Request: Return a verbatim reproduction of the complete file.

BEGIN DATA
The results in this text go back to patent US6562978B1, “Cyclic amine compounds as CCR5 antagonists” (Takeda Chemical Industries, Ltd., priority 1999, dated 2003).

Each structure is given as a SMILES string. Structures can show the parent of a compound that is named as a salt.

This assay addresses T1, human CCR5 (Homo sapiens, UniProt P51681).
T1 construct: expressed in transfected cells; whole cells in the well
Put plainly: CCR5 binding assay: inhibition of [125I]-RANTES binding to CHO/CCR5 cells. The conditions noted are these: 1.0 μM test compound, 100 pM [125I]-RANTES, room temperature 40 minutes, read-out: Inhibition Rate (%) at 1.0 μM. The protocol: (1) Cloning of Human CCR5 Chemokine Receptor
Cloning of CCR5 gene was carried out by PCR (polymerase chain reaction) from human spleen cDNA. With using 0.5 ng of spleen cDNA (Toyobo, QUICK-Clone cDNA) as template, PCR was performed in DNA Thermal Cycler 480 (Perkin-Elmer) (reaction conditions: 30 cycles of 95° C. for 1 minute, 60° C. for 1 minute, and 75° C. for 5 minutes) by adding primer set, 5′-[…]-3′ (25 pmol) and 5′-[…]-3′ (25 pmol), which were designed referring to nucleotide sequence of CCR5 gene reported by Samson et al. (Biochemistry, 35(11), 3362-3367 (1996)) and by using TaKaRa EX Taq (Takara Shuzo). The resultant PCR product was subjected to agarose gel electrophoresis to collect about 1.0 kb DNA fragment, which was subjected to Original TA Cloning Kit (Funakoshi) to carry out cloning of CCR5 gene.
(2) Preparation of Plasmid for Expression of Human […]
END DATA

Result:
The results in this text go back to patent US6562978B1, “Cyclic amine compounds as CCR5 antagonists” (Takeda Chemical Industries, Ltd., priority 1999, dated 2003).

Each structure is given as a SMILES string. Structures can show the parent of a compound that is named as a salt.

This assay addresses T1, human CCR5 (Homo sapiens, UniProt P51681).
T1 construct: expressed in transfected cells; whole cells in the well
Put plainly: CCR5 binding assay: inhibition of [125I]-RANTES binding to CHO/CCR5 cells. The conditions noted are these: 1.0 μM test compound, 100 pM [125I]-RANTES, room temperature 40 minutes, read-out: Inhibition Rate (%) at 1.0 μM. The protocol: (1) Cloning of Human CCR5 Chemokine Receptor
Cloning of CCR5 gene was carried out by PCR (polymerase chain reaction) from human spleen cDNA. With using 0.5 ng of spleen cDNA (Toyobo, QUICK-Clone cDNA) as template, PCR was performed in DNA Thermal Cycler 480 (Perkin-Elmer) (reaction conditions: 30 cycles of 95° C. for 1 minute, 60° C. for 1 minute, and 75° C. for 5 minutes) by adding primer set, 5′-[…]-3′ (25 pmol) and 5′-[…]-3′ (25 pmol), which were designed referring to nucleotide sequence of CCR5 gene reported by Samson et al. (Biochemistry, 35(11), 3362-3367 (1996)) and by using TaKaRa EX Taq (Takara Shuzo). The resultant PCR product was subjected to agarose gel electrophoresis to collect about 1.0 kb DNA fragment, which was subjected to Original TA Cloning Kit (Funakoshi) to carry out cloning of CCR5 gene.
(2) Preparation of Plasmid for Expression of Human […]